Open Access
Graduate Program:
Doctor of Philosophy
Document Type:
Date of Defense:
May 26, 2006
Committee Members:
  • Amar S Bhalla, Committee Chair
  • Ruyan Guo, Committee Chair
  • Dinesh Kumar Agrawal, Committee Member
  • Michael T Lanagan, Committee Member
  • Jiping Cheng, Committee Member
  • magneto-electric properties
  • dielectric properties
  • meta-materials
  • electroceramics
  • Composite materials
  • micron/nano particles
  • tunable materials
  • microwave sintering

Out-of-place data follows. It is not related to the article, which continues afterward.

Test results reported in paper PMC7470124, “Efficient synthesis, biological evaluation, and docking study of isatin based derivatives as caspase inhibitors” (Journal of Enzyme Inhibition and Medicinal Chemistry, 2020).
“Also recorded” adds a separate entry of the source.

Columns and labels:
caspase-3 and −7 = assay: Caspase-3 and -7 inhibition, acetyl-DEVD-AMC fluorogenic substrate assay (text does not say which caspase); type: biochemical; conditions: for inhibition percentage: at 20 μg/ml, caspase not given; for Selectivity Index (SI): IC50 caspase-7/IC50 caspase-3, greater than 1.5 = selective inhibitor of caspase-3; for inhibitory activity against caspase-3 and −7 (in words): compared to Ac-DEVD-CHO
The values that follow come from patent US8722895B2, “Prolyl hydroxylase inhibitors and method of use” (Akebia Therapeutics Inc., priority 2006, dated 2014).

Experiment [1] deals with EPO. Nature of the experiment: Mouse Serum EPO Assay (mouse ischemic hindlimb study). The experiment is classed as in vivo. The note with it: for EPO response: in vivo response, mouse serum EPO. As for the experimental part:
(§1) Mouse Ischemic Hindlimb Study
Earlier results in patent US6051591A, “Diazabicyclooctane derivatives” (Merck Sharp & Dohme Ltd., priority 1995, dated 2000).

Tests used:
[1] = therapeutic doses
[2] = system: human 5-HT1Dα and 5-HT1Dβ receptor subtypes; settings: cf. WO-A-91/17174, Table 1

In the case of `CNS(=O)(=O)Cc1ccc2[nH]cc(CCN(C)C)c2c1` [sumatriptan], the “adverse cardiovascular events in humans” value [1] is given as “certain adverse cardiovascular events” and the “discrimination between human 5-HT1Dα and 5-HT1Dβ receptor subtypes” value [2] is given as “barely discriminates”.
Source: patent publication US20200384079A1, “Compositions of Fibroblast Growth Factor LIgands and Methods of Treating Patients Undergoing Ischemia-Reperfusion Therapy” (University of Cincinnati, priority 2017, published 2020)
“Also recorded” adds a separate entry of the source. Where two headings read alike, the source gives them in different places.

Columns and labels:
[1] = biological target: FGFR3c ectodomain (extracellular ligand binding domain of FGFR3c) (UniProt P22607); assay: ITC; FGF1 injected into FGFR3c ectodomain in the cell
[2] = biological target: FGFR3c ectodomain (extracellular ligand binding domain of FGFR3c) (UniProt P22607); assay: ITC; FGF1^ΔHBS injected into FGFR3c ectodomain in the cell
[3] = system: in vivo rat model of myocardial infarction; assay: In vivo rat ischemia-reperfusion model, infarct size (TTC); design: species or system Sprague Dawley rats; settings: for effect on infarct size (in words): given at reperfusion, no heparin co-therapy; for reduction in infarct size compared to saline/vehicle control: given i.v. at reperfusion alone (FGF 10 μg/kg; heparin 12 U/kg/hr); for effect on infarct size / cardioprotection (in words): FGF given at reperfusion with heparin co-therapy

The present demand in the miniaturization of devices has led researchers to use composite material approach to explore new materials with improved properties. Ferroelectric / ferromagnetic materials have been increasingly used for various radio frequency and microwave frequency applications including tunable phase shifter materials, high frequency capacitors and magnetic sensors. High dielectric constants associated with high dielectric / magnetic losses in these materials narrows down the application range of these materials. In order to use ferroelectric materials in their full range of potential, the high frequency properties must be well understood. One way to exploit ferroelectric / ferromagnetic materials is to tailor the dielectric and magnetic properties with the addition of certain oxide materials. The resultant composites prepared with the addition of ferrous and oxide materials have intermediate dielectric and magnetic properties, thereby making these materials more suitable for device implementation and expanding the application range. The focus of this research has been the development of novel composite materials with (a) tunable dielectric and (b) of superior magneto-electric properties. In this research work, ferroelectric components were ceramic materials (Ba1-xSrx)TiO3 (x = 0.4, 0.5, 0.6) → BST and (Pb(Mg1/3Nb2/3)O3)1-x:(PbTiO3)x (x = 0.31) → PMN-PT. The composites for tunable applications were prepared with MgO as non-ferroelectric phase, and for magneto-electric applications magnetic/ferrite materials CoFe2O4, NiMn0.1Fe1.9O4 and Mn0.1Zn0.9Fe2O4 were used. The composites were prepared with the combination of both micron and nano size particles to investigate the grain size effect and distribution of grains on the dielectric and magneto-electric properties of the resultant composites. The composite samples were processed with both conventional and microwave sintering techniques to study the grain growth and connectivity pattern during sintering process. Characterization studies were performed to determine the grain size and phase distribution and electrical properties of composites. Microwave dielectric properties were carried out using modified cavity perturbation technique at ~ 3 GHz to examine the dielectric loss studies in the composite materials. The aim of the research was to develop composite materials for low temperature and room temperature applications in the high frequency areas. For tunable dielectric materials, (Ba1-x,Srx)TiO3 (BST) with various weight ratios with cubic-tetragonal phase transition peak below or around room temperature were used. Micron sized Ba0.4Sr0.6TiO3 and Ba0.6Sr0.4TiO3 and nano size Ba0.5Sr0.5TiO3 were used for ferroelectric phase and both micron and nano sized MgO was used as non-ferroelectric phase. The magneto-electric composites were prepared with both micron sized Ba0.6Sr0.4TiO3 and PMN-PT as ferroelectric/piezoelectric phase and CoFe2O4 (nano), NiMn0.1Fe1.9O4 (micron) and Mn0.1Zn0.9Fe2O4 (nano) as magnetic components. The ferroelectric composite materials were processed using multi mode microwave sintering technique. The microwave sintering resulted in lower sintering time compared to the conventional sintering and also the higher density composites with good connectivity of grains. The connectivity pattern of 0-3 was obtained in the resulted composites with good connectivity of ferroic grains and isolating the non-ferroelectric grains giving very low dielectric constant and appreciable tunability. Using nano particle size of both BST and MgO, a maximum tunability of 48 % at 80 KV/cm was achieved with dielectric constant of 89 at 200 K at 100 KHz. The microwave sintering resulted in very dense composites and low dielectric losses providing composites with high break down strength. The maximum DC electric field applied to the samples was 80 KV/cm. The addition of MgO resulted in the shift of maximum dielectric peak to lower phase transition temperature without shifting the ferroelectric nature of BST. Additional experiments were carried out for pyroelectric measurements to confirm the phase transitions temperatures in the composites. High frequency measurements were done at room temperature with modified cavity perturbation technique where a special cavity was designed to measure samples of very small sizes. At 3 GHz, the dielectric loss observed in the BST:MgO composites were ~ 0.007. The magneto-electric composites were processed using both conventional and single mode microwave heating technique. In a single mode microwave system, the samples were sintered in either electric field (E-field) or magnetic field (H-field). The respective sintering in E-field and H-field resulted in different magneto-electric properties as different connectivity patterns can be achieved with single mode microwave processing. H-field processing resulted in lower sintering temperature by 125 0C than used in conventional sintering. The magnetic component in magneto-electric composites couples faster in H-field thus lowering the sintering temperature and providing better sintered composite materials. The composites processed with microwave sintering showed minimum or no chemical reactivity and lower PbO loss compared to conventional sintering process. PMN-PT (31%):NiMn0.1Fe1.9O4 (60:40) composite showed the maximum magneto-electric coefficient of 520 mV/cm Oe for single mode H-field sintering compared to 430 mV/cm Oe for the composite sintered in conventional sintering. Finally, the microwave sintering process has been studied to examine the absorption rate of microwaves with different materials depending on their properties. The different sintering profiles in E-field and H-field have been studied for composite materials and an attempt has been made in the thesis to describe the reasons of different sintering patterns of electronic composite materials with different constituent materials. This research work clearly showed the potential of microwave sintering in the processing of ferroic composite materials with better properties. Also, the initial grain size influences the connectivity pattern and the resulted dielectric/magneto-electric properties of ceramic composite materials, have been demonstrated.